Co-occurring mental health and alcohol and other drug problems are common among people attending both treatment services.
There are a number of ways in which alcohol and other drug problems intersect with other mental health disorders, primarily:
- The use of drugs may change the structure and function of the brain that leads to symptoms of other mental health disorders. For example, neuroscience studies have shown that long term methamphetamine use depletes the dopamine and serotonin systems, both required for the regulation of mood, potentially leading to symptoms of depression.
- Alcohol and other drugs may be used to relieve distress of mental health symptoms, sometimes referred to as ‘self medication’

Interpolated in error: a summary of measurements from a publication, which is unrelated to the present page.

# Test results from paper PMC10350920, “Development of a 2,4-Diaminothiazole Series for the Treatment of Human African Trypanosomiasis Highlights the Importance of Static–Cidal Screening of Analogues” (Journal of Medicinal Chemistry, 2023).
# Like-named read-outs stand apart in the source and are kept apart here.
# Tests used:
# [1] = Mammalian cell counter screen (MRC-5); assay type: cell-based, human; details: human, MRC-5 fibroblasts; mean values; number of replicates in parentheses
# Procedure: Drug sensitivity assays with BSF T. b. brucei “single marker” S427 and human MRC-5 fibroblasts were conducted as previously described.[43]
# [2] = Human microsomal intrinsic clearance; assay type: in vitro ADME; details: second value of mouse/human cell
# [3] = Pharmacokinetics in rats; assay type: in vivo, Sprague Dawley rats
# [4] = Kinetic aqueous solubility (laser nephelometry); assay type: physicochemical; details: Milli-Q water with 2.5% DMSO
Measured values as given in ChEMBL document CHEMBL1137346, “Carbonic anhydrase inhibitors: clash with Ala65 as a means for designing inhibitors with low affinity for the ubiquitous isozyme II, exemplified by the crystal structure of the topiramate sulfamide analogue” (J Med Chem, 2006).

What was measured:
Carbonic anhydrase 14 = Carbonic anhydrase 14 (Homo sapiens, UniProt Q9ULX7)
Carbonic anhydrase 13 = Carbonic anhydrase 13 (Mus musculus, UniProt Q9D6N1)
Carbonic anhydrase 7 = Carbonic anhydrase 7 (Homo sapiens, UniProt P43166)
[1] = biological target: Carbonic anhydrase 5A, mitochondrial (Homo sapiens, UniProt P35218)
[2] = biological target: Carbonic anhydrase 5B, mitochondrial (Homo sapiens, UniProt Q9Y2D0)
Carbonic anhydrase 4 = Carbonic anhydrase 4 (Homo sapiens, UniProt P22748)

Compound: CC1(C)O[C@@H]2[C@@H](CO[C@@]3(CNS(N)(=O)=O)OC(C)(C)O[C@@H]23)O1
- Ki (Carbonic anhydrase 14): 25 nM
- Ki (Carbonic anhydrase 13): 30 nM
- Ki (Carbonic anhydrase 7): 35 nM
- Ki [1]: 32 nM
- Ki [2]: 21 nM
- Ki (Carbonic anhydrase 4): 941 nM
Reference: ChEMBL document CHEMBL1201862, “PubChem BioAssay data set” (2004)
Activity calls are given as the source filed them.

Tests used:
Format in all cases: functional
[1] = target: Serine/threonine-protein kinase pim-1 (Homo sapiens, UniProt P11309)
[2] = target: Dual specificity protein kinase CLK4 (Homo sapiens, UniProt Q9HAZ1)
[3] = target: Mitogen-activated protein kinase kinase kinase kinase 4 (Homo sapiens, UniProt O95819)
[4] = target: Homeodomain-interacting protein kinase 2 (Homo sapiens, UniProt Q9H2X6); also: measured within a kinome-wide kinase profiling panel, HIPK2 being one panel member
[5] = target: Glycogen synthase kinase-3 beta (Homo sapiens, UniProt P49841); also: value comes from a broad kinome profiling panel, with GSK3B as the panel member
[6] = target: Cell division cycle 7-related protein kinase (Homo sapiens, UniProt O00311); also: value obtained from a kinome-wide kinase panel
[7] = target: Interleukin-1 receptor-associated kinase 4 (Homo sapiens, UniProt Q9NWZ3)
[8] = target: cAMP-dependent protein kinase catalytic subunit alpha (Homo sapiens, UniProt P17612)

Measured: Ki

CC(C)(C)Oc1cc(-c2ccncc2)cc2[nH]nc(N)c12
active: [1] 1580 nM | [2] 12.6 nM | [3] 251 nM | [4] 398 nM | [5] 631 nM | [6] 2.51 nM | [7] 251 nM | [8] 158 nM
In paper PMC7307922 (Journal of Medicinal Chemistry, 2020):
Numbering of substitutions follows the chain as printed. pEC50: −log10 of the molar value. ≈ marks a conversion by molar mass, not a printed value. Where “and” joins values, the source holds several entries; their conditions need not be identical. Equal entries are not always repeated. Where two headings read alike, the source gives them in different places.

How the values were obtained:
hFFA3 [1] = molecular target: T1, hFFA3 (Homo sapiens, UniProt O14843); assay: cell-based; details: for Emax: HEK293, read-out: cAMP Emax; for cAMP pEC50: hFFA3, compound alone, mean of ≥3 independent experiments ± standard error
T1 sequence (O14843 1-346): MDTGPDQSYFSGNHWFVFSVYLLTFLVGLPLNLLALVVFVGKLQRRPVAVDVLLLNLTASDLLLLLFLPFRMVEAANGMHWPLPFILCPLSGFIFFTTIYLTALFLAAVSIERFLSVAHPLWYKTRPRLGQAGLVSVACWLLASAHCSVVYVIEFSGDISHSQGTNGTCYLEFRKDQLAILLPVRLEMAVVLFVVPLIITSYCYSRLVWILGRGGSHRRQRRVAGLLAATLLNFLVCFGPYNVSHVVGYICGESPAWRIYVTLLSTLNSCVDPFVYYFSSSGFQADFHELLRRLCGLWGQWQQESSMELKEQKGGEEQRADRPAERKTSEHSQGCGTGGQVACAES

- Comorbidity may emerge from shared genetic or socio-economic predisposing factors, such as poverty or trauma.
The presence of more than one disorder can complicate treatment significantly. There is evidence that relapse from one disorder can trigger relapse from the other so there is general agreement among professionals that both disorders need to be addressed.
So it is critical that treatment providers outside the specialist alcohol and other drug sector are well trained in assessment, brief intervention and effective referral of alcohol and other drug problems.
But it also means that if alcohol and other drug workers just provide good drug treatment, many of the mental health issues of our clients will reduce to more manageable levels.
Professor Nicole Lee is 360Edge’s Director and an international leader on alcohol and drug policy and practice.
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